Well, now it seems that Apple has fixed this little "design flaw" after approximately 5 thousand years of everyone wondering why they haven't done it yet. One of the most welcomed changed that will come along with iOS 9 is that the keyboard will show lowercase letters when typing in lower case. And, as it should, it will show uppercase letters when typing in upper case.
Until this change, we have all had to deal with only seeing uppercase letters when we type anything at all. You only see the difference when the words appear as you type them. Maybe it was to mimic the design of the MacBook keyboard where all of the letters are uppercase. Either way, no matter what they were doing, it was wrong. Android keyboards have displayed uppercase and lowercase letters since the beginning of time. I'm pretty sure there was a T-Rex somewhere who had an easier time texting his buddies while having a great time knowing which set of letters he was using without remembering if the shift button needed to be white or grey.
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Before iOS 7 came out, the shift key was highlighted in blue when you had it engaged. This let you see pretty easily, as long as you weren't texting at all and your thumbs weren't blocking it... which was always. And then they changed it to a monochromatic highlight, which personally confuses me to this day a little bit more. Either way, now it's not an issue anymore!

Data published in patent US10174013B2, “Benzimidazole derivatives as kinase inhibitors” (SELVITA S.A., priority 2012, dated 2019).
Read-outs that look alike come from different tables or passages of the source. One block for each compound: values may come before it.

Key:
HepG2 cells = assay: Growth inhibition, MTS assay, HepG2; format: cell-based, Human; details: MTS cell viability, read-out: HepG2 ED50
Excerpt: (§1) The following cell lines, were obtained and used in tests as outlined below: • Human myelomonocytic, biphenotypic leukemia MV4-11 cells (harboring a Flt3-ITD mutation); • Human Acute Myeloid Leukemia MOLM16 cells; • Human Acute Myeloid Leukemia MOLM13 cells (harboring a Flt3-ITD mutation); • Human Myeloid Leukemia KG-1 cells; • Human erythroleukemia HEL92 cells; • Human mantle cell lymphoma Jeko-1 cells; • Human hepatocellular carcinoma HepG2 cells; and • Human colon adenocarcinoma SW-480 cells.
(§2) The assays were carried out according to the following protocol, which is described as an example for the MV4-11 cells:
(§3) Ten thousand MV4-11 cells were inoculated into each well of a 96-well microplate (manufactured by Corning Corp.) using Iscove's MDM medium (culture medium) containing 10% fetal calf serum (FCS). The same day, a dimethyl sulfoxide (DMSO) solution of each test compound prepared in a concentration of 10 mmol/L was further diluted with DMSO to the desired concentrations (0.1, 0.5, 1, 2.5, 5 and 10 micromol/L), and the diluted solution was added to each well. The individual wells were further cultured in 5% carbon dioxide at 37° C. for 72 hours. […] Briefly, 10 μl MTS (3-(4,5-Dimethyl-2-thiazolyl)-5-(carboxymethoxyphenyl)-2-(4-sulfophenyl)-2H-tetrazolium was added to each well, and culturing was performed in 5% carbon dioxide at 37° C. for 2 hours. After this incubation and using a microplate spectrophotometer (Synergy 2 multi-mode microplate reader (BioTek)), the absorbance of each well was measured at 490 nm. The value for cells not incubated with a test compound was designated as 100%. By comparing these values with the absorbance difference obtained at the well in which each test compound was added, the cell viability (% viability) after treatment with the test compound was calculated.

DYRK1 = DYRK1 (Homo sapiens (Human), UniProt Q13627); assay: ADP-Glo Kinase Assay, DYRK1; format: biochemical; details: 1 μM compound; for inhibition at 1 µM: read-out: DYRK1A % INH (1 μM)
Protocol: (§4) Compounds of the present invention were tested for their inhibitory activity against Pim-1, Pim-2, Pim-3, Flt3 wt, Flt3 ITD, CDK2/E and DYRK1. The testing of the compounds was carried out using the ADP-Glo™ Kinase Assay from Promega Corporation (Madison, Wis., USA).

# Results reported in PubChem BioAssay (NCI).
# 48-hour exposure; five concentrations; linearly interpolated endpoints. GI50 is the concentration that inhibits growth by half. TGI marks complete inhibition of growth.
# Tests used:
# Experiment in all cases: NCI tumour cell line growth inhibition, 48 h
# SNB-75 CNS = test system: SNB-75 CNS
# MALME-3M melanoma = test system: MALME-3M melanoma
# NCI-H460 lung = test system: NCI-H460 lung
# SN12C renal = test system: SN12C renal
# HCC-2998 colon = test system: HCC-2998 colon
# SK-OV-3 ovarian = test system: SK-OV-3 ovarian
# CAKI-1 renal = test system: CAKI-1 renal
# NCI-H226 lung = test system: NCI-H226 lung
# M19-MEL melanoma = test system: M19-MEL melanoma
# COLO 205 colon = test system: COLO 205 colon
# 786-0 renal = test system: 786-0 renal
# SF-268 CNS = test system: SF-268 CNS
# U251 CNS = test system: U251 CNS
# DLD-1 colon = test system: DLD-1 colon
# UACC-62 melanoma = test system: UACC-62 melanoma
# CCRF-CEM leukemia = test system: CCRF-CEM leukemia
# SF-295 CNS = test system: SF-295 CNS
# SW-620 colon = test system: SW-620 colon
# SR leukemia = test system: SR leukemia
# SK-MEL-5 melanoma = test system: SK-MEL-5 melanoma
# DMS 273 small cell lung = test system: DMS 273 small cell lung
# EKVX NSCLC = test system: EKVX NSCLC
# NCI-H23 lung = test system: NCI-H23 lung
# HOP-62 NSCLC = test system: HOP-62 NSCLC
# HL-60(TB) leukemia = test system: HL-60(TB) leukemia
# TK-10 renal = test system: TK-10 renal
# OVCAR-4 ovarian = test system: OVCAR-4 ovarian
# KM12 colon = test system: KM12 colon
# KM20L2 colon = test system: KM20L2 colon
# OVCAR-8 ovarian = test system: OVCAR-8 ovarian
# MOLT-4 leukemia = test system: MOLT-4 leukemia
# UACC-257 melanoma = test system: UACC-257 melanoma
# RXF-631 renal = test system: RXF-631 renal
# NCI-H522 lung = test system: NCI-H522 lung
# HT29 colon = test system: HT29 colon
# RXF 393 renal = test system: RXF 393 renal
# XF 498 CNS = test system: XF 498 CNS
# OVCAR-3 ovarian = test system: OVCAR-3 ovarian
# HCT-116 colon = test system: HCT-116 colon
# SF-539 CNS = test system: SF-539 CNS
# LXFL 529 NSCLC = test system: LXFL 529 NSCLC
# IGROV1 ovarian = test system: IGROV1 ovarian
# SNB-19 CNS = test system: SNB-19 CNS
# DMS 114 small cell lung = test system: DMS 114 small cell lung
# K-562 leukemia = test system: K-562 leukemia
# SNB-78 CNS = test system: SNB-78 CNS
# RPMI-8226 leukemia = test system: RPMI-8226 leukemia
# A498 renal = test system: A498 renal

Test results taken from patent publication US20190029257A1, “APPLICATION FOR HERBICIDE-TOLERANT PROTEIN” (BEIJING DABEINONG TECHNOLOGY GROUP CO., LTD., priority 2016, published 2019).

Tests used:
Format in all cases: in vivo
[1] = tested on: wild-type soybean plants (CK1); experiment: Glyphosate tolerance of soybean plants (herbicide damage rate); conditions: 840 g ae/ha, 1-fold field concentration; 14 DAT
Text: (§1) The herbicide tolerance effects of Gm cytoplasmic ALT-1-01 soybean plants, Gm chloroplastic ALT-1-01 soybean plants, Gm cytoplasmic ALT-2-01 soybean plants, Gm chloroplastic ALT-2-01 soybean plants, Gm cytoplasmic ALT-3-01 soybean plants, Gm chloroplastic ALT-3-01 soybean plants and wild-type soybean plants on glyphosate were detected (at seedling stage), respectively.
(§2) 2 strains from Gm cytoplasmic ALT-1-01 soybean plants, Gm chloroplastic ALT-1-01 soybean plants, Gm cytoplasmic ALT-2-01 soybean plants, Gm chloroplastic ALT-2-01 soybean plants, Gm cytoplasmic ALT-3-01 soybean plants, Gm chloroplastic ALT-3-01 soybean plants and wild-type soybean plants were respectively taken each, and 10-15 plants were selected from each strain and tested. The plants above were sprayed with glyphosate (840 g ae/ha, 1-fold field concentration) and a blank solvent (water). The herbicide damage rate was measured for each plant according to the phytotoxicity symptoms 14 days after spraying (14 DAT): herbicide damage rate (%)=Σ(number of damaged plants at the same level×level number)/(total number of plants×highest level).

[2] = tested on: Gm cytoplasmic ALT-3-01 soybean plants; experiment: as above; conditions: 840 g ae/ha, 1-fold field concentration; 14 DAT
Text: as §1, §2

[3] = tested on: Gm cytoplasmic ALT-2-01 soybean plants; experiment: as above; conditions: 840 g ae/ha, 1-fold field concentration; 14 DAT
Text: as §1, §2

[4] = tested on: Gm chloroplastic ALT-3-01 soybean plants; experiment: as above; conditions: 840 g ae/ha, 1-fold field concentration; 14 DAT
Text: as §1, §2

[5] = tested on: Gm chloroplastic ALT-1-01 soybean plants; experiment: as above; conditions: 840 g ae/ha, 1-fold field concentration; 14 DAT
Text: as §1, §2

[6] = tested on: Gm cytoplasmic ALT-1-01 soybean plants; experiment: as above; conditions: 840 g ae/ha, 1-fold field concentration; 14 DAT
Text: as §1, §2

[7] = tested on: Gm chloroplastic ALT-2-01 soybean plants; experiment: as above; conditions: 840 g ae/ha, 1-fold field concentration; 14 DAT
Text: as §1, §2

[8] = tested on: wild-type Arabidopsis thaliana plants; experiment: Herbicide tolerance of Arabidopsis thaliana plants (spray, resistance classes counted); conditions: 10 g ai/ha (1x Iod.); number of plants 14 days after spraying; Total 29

I'd also like to point out that I am in fact an iPhone user. I've had almost all the iPhone's. So, I'm not hating on them in any way... But come on, even as an avid iPhone user, there are certain things you just have to scratch your head over! At least we can all have a good sense of humor about it while we shell out money for every new model.
Content originally published here
Thursday, June 11, 2015
Huawei introduced the P8 Lite, which is an exceptionally priced mid-tier smartphone, along with being a fitness tracker made in similarity with Jawbone called the TalkBand B2. Zhiqiang Xu, the
President of Huawei Device USA, said that this device is just the start in an interview Tuesday. Xu also plans on releasing a premium smartphone in the future, similar to Apple's iPhone 6 and Samsung's Galaxy S6.
Huawei is focusing on online sales in order to reach US customers. This is just part of a push from several Chinese vendors to get around US carriers and make smartphones that directly appeal to US consumers with relatively cheap prices, yet still making high-quality components. Carriers removed subsidies that showed the actual costs that range from $100 to $1000. Xu believes that the market will change and that E-commerce is the perfect solution with consumers buying their smartphones.